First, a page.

Along with the cash flow statement and the balance sheet, every public company issues a profit and loss statement each year. It is a significantly important document for investors and other companies as well. For many, it is perhaps the most important of the three as it directly gives insights into a company’s profitability and bottom line.

Profit and loss statements can also be referred to with different terms and names, including statement of operations, expense statements, earnings statements, statement of financial results, statement of income, and income statements.

The profit and loss statement specifically contains the changes in accounts in a given period. Compared to this, a balance sheet lays down a business’s assets and liabilities. An important thing to note here is that due to the accrual method of accounting being popular with public companies, the profit and loss statement could very well differ from the cash flow statement. Thus, it becomes vital to study them both together to get a clearer overall picture of the company’s performance.

The P&L statement starts by noting revenue, also called the top line. Then, expenses, including operating expenses, COGS, interest expenses, and tax expenses, are deducted from it. What we get after this is the bottom line, or the net income, which is the company’s profits.

Also read: What is a commingled fund?

Should P&L statements be considered before investing in mutual funds?

A profit and loss statement is an important fact sheet that must be considered before investing in mutual funds. It will help you assess the performance of the mutual funds during different periods and let you know when to withdraw your investment from mutual funds. Thus, you can use the information provided in the P&L statement to make an informed decision about the investment period and tenure.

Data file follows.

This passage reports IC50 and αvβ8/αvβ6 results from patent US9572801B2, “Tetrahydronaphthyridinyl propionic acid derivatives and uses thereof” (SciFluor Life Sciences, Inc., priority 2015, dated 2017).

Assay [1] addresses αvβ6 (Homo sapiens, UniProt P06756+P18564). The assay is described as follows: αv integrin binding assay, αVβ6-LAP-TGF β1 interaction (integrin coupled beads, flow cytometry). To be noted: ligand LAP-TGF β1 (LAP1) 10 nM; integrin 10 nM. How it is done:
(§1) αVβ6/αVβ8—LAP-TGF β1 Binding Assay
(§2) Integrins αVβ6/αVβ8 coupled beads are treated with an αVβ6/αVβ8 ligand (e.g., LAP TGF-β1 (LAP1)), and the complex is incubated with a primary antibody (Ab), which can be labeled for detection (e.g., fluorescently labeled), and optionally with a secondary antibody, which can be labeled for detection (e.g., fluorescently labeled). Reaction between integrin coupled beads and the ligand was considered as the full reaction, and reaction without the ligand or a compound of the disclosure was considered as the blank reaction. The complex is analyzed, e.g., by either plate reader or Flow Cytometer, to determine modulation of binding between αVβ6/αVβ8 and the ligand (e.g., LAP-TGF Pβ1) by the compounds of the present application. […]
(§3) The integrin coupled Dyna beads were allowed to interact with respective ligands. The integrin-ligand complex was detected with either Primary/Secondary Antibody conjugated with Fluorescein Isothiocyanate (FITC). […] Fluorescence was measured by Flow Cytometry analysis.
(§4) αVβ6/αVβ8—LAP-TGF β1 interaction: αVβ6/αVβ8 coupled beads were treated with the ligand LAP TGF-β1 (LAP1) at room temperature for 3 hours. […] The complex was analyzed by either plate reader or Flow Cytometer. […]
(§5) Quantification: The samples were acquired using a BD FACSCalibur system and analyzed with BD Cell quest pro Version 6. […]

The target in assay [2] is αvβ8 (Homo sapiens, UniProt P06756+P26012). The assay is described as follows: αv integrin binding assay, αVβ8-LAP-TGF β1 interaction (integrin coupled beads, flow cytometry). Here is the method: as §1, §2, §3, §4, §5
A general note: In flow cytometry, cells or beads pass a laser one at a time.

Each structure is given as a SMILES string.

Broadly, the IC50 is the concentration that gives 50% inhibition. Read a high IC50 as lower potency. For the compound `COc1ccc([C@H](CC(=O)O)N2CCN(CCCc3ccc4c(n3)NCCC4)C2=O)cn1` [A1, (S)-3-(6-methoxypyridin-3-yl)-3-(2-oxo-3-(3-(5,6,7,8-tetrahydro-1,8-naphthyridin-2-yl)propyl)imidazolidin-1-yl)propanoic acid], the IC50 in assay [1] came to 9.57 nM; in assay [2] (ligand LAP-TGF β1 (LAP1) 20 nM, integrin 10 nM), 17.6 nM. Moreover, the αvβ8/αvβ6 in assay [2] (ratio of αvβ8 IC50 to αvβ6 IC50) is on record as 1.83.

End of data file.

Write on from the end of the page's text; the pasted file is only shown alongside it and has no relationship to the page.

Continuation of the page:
Also, when you know and understand the profit and loss statement of a mutual fund, you will know the performance of your investment and will be able to decide about investing and the choice of fund.


Now that you know the P&L statement’s meaning, its importance and relevance in your investing journey, and how it is essential, you can use it to make informed decisions at various stages of your investments. You must use this statement to make better investment choices.

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Frequently asked questions

Why Are Profit and Loss (P&L) Statements Important?

Profit and loss statements are important because these fact-sheets provide vital information about the profit or loss made by a company.

What Is the Difference Between a P&L Statement and a Balance Sheet?

The P&L statement provides information about the revenue, expenses, profit or loss, of a company during a particular time period. On the other hand, a balance sheet is a reference to a company’s financial position as it provides information about the assets and liabilities of a company.

Are All Companies Required to Prepare P&L Statements?

Yes, it is mandatory under law for all companies to prepare and release P&L statements.

What is shown in the statement of profit and loss?

The statement of profit and loss gives a record of a company’s revenue, expenses, profit or loss, during a particular time period.

What is the formula for profit and loss?

The formula for profit and loss is:

Profit = Selling price - Cost price

or, Profit = Total Revenue - Total Expenses

Loss = Cost price - Selling price

or, Loss = Total Expenses - Total Revenue

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Bajaj Finance Limited (“BFL”) is an NBFC offering loans, deposits and third-party wealth management products.

The information contained in this article is for general informational purposes only and does not constitute any financial advice. The content herein has been prepared by BFL on the basis of publicly available information, internal sources and other third-party sources believed to be reliable. However, BFL cannot guarantee the accuracy of such information, assure its completeness, or warrant such information will not be changed. 

This information should not be relied upon as the sole basis for any investment decisions. Hence, User is advised to independently exercise diligence by verifying complete information, including by consulting independent financial experts, if any, and the investor shall be the sole owner of the decision taken, if any, about suitability of the same.